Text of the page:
The Mycel network thrives on the active participation of its community members. Whether you're looking to secure the network as a validator, contribute to its stability as a delegator, or engage in the governance processes, there are various ways to get involved.
In the CometBFT consensus model used by Mycel, validators are at the heart of the network's security and stability. Their responsibilities include proposing, verifying, and committing new blocks to the blockchain.
- Block Proposal and Validation Validators are responsible for proposing new blocks and validating the transactions within them. They ensure that all transactions in the block are valid according to the network's rules and have not been included in the blockchain previously. 1. Block Proposal: In each round of consensus, a validator is chosen by the protocol to propose a new block. This validator collects transactions from the transaction pool, assembles them into a block, and broadcasts this block to other validators. 2. Prevote and Precommit: Validators participate in two rounds of voting for each block. In the first round (prevote), validators tentatively agree on the proposed block. In the second round (precommit), validators commit to the block if they see that a majority of other validators have also agreed to it. 3. Commit: Once more than two-thirds of the validators have precommitted to the same block, the block is committed to the blockchain. This ensures that even if some validators act maliciously or fail, the network remains secure and can reach consensus.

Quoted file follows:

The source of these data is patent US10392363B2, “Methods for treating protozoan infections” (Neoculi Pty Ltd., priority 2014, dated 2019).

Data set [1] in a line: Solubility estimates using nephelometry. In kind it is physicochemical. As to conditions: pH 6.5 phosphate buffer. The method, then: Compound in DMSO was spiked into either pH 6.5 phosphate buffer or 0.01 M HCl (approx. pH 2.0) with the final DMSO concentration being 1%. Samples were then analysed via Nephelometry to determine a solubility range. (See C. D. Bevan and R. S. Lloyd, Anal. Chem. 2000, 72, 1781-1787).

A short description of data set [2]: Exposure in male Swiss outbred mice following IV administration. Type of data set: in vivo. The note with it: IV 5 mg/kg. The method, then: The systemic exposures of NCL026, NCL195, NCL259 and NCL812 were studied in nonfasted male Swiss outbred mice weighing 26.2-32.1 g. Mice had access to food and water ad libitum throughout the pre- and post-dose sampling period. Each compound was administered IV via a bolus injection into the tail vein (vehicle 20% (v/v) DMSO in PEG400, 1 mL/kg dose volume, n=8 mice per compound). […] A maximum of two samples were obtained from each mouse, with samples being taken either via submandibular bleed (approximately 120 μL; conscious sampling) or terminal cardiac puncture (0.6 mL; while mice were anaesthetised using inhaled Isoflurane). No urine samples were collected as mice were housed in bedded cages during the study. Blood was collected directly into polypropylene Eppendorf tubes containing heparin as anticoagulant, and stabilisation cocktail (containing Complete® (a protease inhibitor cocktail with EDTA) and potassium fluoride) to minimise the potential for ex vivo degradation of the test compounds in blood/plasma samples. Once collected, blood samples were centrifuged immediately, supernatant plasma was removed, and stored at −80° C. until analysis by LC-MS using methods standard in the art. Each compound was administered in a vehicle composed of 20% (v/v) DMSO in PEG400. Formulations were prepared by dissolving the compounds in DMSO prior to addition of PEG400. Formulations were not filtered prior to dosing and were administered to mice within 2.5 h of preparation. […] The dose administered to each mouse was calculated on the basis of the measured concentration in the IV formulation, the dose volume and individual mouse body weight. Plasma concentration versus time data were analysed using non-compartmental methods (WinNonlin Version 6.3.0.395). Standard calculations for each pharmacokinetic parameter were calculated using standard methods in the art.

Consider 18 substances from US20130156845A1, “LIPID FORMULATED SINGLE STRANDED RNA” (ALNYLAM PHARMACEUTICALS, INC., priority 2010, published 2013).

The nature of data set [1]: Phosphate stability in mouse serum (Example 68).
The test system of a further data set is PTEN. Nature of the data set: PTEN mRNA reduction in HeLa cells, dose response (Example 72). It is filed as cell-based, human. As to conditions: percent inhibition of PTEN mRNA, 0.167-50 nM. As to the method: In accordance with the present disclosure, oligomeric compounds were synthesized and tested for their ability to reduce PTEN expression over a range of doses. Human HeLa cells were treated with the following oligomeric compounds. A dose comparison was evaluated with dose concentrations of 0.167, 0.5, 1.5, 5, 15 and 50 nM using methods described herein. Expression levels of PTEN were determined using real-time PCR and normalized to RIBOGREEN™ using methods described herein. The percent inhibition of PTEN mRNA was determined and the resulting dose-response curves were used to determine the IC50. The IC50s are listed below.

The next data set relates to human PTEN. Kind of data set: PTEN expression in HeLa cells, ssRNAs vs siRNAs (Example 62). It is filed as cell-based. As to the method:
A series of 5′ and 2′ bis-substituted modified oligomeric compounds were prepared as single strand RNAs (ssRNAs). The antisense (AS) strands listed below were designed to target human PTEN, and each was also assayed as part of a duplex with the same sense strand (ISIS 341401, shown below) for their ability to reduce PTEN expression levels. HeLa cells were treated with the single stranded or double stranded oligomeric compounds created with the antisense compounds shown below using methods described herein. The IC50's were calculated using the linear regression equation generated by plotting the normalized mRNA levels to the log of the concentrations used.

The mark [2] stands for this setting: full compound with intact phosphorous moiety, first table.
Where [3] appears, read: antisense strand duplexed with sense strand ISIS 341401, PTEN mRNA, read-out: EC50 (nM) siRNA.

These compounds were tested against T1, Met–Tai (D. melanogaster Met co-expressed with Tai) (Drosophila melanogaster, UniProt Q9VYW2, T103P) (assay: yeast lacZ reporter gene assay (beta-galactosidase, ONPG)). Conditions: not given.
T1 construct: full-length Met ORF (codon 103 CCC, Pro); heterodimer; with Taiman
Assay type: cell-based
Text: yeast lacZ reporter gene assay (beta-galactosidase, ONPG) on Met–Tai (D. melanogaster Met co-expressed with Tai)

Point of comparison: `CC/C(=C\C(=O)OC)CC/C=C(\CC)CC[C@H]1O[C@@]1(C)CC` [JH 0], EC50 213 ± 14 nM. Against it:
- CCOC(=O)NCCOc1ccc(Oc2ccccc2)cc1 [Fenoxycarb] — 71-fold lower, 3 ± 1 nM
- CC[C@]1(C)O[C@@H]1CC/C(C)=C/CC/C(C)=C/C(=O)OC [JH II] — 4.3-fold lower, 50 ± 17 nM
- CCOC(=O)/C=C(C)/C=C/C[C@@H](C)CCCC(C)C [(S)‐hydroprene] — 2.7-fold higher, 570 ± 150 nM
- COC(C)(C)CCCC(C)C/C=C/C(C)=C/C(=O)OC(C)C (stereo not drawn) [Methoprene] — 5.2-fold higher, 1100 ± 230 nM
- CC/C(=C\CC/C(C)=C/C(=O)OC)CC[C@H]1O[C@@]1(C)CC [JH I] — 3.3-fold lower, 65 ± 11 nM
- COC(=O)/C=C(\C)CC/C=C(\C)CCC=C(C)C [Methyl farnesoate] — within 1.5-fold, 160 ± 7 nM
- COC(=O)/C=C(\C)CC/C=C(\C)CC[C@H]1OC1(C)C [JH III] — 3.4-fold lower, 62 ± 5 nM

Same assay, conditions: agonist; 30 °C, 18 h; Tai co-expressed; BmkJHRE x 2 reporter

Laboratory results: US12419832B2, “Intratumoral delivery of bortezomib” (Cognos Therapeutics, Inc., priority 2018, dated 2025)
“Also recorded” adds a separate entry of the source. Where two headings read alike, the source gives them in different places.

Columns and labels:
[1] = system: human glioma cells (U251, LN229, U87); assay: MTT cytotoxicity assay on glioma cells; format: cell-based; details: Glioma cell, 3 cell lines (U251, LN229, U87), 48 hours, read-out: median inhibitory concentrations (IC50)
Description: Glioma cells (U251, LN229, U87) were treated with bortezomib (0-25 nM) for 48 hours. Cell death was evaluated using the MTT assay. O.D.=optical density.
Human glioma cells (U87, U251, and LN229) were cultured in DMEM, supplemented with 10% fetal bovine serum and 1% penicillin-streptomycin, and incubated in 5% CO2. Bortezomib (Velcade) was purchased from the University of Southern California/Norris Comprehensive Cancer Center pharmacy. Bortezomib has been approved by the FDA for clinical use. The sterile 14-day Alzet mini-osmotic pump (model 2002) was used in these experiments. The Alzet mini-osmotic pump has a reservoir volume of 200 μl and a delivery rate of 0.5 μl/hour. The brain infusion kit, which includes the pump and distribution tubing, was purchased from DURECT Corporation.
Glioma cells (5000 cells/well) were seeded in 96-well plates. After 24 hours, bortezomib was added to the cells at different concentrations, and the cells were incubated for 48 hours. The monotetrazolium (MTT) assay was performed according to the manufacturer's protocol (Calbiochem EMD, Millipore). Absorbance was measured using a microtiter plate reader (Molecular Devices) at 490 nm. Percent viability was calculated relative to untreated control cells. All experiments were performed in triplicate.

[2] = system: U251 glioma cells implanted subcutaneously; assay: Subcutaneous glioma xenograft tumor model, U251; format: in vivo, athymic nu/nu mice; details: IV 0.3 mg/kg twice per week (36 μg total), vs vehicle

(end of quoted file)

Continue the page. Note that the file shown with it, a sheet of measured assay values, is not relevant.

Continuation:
- Network Security and Stability Validators play a pivotal role in maintaining the security and stability of the network. They are expected to run reliable nodes, be online consistently, and participate actively in consensus and governance processes.
Rewards and Incentives
- Earning Rewards Validators are rewarded with MYCEL tokens for committing new blocks and storing data, the reward being calculated as a specified percentage of the total stake. Additionally, they receive transaction fees as rewards for processing transactions. Validators may have the option to set a commission rate on the rewards that are distributed to their delegators. This commission is meant to cover the operational expenses of running a validator node and to compensate for the validator's services. The commission structure and rates can be determined by the validator within the parameters set by the network governance. Validators should transparently communicate their commission rates to their delegators, ensuring that there is clarity and understanding about the reward distribution.